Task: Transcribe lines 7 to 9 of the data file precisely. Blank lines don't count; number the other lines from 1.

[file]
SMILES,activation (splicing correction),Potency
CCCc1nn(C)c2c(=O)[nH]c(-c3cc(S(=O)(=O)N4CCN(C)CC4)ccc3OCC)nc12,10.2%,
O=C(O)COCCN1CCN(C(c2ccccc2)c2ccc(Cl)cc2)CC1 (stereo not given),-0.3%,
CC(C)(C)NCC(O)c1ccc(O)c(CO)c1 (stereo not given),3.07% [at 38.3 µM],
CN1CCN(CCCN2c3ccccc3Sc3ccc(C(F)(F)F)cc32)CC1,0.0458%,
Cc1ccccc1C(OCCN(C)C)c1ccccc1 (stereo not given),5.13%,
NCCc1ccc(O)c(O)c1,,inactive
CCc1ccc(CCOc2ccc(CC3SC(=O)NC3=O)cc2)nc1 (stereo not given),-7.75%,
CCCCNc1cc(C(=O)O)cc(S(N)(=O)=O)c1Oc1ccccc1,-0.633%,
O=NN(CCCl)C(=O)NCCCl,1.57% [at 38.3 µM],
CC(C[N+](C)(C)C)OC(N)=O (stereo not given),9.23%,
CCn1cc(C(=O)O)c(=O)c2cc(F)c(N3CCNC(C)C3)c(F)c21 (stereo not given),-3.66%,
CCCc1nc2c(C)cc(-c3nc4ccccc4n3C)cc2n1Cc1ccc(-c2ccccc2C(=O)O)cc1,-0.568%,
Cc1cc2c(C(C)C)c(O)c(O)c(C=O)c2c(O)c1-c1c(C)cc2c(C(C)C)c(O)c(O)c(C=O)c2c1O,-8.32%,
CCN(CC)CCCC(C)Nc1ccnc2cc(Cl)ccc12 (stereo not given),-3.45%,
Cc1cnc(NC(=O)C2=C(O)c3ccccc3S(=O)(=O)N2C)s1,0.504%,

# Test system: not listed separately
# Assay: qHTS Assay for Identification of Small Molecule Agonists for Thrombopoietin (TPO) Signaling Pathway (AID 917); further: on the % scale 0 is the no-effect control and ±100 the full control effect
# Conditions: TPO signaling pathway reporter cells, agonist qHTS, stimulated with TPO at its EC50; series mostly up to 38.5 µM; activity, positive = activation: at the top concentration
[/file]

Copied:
NCCc1ccc(O)c(O)c1,,inactive
CCc1ccc(CCOc2ccc(CC3SC(=O)NC3=O)cc2)nc1 (stereo not given),-7.75%,
CCCCNc1cc(C(=O)O)cc(S(N)(=O)=O)c1Oc1ccccc1,-0.633%,